One of the most grown-up review sites around

2019
52,000 reviews
and more.. and still writing ...

Search MusicWeb Here

     
  
 

 

International mailing


  Founder: Len Mullenger             Editor in Chief: John Quinn               Contact Seen and Heard here  

Some items
to consider


Yes we are selling
Acte Prealable again!
£11 post-free


we also sell Skarbo

and Oboe Classics


TROUBADISC

100th birthday of Mieczyslaw Weinberg on December 8, 2019.
Renate Eggbrecht has recorded all 3 violin Sonatas

Book 1 Book 2 Book3
Mota The Triptych: -Website

WYASTONE releases



The Birth of Rhapsody in Blue
A superlative recreation


such a success


An outstanding performance


make acquaintance without delay


Violin Concerto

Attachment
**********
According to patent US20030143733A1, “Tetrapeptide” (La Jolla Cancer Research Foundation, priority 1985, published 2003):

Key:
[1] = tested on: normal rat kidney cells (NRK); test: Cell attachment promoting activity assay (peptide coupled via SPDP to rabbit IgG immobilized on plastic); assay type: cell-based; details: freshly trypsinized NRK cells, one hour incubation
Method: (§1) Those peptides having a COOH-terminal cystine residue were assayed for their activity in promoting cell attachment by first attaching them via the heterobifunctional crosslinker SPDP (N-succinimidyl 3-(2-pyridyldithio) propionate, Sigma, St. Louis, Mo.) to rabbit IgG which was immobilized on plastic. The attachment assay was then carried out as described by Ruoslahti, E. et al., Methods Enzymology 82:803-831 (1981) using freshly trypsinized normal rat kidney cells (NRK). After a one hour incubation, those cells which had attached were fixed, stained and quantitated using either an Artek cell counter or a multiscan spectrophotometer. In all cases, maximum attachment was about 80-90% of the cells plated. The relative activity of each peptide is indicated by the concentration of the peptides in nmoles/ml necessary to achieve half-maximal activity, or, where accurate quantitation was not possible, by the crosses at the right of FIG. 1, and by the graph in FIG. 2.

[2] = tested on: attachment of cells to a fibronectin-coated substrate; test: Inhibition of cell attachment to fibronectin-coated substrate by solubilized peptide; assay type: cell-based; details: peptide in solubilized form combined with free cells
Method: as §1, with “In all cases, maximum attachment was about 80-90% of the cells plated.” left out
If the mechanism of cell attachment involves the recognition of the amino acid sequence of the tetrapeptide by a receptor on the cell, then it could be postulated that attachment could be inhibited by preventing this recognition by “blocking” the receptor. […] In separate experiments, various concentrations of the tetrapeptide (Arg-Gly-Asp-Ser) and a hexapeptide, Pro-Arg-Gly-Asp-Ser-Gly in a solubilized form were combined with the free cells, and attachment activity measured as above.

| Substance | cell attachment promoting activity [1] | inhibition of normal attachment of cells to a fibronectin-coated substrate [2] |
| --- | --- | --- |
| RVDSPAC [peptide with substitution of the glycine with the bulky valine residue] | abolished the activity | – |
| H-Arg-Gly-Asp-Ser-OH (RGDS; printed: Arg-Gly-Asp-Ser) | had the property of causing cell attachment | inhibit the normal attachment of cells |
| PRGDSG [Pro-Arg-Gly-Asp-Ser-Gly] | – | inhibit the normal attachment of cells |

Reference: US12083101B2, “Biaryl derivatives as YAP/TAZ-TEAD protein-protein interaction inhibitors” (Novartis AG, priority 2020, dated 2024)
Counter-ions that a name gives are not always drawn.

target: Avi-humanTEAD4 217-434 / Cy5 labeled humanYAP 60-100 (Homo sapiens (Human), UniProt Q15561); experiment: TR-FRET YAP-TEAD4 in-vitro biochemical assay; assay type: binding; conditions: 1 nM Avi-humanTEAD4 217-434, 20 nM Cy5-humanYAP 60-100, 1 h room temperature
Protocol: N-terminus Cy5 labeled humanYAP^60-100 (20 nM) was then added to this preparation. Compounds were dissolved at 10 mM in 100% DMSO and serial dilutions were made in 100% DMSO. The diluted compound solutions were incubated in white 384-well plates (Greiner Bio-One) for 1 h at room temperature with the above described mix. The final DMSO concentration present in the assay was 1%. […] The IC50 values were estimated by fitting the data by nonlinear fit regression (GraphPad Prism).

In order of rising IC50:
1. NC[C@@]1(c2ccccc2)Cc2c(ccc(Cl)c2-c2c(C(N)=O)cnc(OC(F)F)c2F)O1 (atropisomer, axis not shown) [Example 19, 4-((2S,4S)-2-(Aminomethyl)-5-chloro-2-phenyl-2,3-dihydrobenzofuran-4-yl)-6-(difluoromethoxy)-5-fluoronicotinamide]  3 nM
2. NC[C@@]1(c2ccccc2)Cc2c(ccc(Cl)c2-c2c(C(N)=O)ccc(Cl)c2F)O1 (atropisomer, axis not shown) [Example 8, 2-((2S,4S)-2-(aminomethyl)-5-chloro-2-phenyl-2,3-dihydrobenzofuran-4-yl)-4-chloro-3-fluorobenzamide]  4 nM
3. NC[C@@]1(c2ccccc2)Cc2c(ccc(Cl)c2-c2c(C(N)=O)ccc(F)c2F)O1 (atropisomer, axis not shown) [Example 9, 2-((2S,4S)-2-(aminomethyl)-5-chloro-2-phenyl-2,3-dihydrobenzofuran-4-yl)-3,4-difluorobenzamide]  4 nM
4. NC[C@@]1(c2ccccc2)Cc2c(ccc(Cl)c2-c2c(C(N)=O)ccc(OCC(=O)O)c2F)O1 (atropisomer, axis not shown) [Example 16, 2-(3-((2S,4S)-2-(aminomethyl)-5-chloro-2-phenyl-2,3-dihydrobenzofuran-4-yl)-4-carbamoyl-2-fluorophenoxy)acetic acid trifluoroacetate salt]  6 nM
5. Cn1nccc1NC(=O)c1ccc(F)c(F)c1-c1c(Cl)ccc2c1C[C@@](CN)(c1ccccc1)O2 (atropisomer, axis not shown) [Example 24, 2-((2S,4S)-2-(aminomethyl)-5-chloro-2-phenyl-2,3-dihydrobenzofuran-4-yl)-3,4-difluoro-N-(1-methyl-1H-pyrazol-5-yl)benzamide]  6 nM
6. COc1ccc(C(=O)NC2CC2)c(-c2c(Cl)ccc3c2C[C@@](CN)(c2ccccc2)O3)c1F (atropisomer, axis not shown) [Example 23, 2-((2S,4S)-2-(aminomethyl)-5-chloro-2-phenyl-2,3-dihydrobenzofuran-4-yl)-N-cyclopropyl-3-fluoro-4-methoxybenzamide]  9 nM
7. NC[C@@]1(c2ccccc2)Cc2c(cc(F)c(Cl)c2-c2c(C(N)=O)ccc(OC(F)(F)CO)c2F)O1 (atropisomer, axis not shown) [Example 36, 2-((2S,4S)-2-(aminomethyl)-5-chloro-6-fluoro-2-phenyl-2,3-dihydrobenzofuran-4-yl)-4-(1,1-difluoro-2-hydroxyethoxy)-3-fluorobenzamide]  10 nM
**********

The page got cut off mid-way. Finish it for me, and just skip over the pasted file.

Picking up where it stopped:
This is an impressive disc


Strong advocacy
for a British composer


Piano Music - Martin Jones
agreeably crafted


Piano Music 5CDs


Consistently fine


Rare and interesting repertoire


An excellent introduction


A Celebration on Record


An issue of importance


Richard RIJNVOS
A splendid disc


both enlightening and rewarding
additional review

 


Support us financially by purchasing this from

Clara SCHUMANN (1819-1896)
Piano Concerto in A Minor [20:50]
Ferdinand HILLER (1811-1885)
Konzertstück, Op. 113 [20:51]
Henri HERZ (1803-1888)
Rondo de concert, Op. 27 [11:25]
Friedrich KALKBRENNER (1785-1849
Le rêve, Op. 113 [10:43]
Tasmanian Symphony Orchestra/Howard Shelley (piano)
rec. 2018, Federation Concert Hall, Hobart, Australia
The Romantic Piano Concerto Volume 78
HYPERION CDA68240 [63:54]

Hyperion’s wonderful series of discs celebrating The Romantic Piano Concerto goes from strength to strength with volume 78 offering the Concerto by Clara Schumann, along with works by three composers who have all featured elsewhere in the series, Ferdinand Hiller, Henri Herz and Friedrich Kalkbrenner